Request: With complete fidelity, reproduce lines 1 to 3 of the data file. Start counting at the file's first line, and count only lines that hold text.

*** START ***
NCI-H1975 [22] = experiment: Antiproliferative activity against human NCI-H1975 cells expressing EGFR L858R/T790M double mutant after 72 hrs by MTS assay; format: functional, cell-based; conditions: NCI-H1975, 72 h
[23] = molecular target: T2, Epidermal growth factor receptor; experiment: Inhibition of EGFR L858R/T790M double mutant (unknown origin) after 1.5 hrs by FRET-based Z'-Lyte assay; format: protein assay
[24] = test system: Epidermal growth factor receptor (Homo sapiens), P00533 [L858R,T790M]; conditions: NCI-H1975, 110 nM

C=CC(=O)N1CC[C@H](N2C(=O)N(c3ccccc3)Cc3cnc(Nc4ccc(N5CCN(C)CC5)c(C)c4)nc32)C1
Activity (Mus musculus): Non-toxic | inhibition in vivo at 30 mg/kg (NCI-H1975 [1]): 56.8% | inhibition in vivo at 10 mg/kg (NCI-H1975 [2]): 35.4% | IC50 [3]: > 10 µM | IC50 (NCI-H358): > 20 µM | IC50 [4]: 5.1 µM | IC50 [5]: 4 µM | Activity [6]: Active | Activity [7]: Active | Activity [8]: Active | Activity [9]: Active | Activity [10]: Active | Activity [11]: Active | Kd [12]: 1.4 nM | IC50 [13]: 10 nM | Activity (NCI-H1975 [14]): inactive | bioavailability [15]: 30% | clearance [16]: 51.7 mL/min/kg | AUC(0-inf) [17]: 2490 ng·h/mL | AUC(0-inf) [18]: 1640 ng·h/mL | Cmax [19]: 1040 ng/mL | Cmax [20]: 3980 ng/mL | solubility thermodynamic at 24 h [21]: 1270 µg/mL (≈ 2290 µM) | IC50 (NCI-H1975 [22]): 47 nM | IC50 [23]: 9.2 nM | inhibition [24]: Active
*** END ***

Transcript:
NCI-H1975 [22] = experiment: Antiproliferative activity against human NCI-H1975 cells expressing EGFR L858R/T790M double mutant after 72 hrs by MTS assay; format: functional, cell-based; conditions: NCI-H1975, 72 h
[23] = molecular target: T2, Epidermal growth factor receptor; experiment: Inhibition of EGFR L858R/T790M double mutant (unknown origin) after 1.5 hrs by FRET-based Z'-Lyte assay; format: protein assay
[24] = test system: Epidermal growth factor receptor (Homo sapiens), P00533 [L858R,T790M]; conditions: NCI-H1975, 110 nM